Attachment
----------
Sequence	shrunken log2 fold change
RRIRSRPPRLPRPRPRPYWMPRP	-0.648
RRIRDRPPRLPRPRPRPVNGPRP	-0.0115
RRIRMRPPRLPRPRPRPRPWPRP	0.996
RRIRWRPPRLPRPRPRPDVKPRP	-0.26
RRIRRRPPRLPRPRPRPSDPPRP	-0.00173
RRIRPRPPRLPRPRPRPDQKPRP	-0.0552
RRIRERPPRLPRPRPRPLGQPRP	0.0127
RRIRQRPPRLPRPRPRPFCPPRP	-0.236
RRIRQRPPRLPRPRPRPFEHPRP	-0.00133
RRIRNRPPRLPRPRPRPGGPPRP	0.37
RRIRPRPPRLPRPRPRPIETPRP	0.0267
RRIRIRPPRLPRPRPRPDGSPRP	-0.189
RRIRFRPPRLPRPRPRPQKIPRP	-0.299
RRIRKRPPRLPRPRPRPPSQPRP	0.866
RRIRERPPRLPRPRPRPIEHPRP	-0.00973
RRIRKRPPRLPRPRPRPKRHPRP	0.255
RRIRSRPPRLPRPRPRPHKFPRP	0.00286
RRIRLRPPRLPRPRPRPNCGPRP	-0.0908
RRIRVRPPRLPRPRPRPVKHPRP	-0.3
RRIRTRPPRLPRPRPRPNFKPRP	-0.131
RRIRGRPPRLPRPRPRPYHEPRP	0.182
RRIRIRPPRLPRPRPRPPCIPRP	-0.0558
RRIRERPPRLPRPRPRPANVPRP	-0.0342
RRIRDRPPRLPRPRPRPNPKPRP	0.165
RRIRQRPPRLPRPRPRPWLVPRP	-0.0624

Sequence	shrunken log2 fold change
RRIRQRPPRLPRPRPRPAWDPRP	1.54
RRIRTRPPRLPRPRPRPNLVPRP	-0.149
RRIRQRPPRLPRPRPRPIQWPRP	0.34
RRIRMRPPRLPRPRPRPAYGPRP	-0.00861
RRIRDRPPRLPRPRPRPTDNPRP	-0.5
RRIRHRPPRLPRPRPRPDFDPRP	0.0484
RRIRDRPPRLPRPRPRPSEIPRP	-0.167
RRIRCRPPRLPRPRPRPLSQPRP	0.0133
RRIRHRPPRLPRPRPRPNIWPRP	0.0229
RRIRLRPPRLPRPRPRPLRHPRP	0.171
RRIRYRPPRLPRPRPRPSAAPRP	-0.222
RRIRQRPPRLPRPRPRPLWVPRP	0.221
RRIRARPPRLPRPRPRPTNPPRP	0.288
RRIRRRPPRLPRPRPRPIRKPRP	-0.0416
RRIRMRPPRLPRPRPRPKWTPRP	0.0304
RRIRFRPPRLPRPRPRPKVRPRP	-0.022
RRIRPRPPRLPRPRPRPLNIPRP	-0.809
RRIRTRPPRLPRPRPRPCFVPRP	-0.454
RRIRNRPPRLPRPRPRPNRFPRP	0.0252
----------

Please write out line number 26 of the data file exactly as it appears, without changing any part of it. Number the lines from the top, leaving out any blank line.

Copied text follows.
RRIRQRPPRLPRPRPRPWLVPRP	-0.0624